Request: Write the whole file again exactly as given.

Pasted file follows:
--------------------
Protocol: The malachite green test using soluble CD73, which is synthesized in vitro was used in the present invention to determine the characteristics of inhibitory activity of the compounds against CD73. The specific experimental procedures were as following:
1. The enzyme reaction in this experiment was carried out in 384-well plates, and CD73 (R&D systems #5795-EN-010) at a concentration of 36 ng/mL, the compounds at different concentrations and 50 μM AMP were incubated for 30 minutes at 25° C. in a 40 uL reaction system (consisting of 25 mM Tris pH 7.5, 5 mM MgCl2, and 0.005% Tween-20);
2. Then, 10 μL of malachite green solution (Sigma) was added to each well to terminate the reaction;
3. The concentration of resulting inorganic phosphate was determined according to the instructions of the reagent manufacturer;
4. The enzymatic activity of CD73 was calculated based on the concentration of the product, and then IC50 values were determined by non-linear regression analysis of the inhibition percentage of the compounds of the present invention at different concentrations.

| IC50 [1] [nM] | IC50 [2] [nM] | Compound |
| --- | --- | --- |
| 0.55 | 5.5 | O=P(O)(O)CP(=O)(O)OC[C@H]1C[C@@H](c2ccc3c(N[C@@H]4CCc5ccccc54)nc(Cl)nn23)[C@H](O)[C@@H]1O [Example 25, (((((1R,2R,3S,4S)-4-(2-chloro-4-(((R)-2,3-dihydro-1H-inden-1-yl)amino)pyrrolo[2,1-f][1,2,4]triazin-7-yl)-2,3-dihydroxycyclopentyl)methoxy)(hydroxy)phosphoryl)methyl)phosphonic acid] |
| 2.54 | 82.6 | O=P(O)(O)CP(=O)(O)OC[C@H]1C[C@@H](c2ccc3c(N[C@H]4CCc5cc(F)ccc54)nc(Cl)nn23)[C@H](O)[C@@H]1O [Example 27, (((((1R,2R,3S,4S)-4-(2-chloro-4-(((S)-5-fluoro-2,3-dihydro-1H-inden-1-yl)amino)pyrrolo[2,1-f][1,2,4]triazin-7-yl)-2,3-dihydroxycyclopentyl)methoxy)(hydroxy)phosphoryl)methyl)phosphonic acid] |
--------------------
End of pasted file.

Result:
Protocol: The malachite green test using soluble CD73, which is synthesized in vitro was used in the present invention to determine the characteristics of inhibitory activity of the compounds against CD73. The specific experimental procedures were as following:
1. The enzyme reaction in this experiment was carried out in 384-well plates, and CD73 (R&D systems #5795-EN-010) at a concentration of 36 ng/mL, the compounds at different concentrations and 50 μM AMP were incubated for 30 minutes at 25° C. in a 40 uL reaction system (consisting of 25 mM Tris pH 7.5, 5 mM MgCl2, and 0.005% Tween-20);
2. Then, 10 μL of malachite green solution (Sigma) was added to each well to terminate the reaction;
3. The concentration of resulting inorganic phosphate was determined according to the instructions of the reagent manufacturer;
4. The enzymatic activity of CD73 was calculated based on the concentration of the product, and then IC50 values were determined by non-linear regression analysis of the inhibition percentage of the compounds of the present invention at different concentrations.

| IC50 [1] [nM] | IC50 [2] [nM] | Compound |
| --- | --- | --- |
| 0.55 | 5.5 | O=P(O)(O)CP(=O)(O)OC[C@H]1C[C@@H](c2ccc3c(N[C@@H]4CCc5ccccc54)nc(Cl)nn23)[C@H](O)[C@@H]1O [Example 25, (((((1R,2R,3S,4S)-4-(2-chloro-4-(((R)-2,3-dihydro-1H-inden-1-yl)amino)pyrrolo[2,1-f][1,2,4]triazin-7-yl)-2,3-dihydroxycyclopentyl)methoxy)(hydroxy)phosphoryl)methyl)phosphonic acid] |
| 2.54 | 82.6 | O=P(O)(O)CP(=O)(O)OC[C@H]1C[C@@H](c2ccc3c(N[C@H]4CCc5cc(F)ccc54)nc(Cl)nn23)[C@H](O)[C@@H]1O [Example 27, (((((1R,2R,3S,4S)-4-(2-chloro-4-(((S)-5-fluoro-2,3-dihydro-1H-inden-1-yl)amino)pyrrolo[2,1-f][1,2,4]triazin-7-yl)-2,3-dihydroxycyclopentyl)methoxy)(hydroxy)phosphoryl)methyl)phosphonic acid] |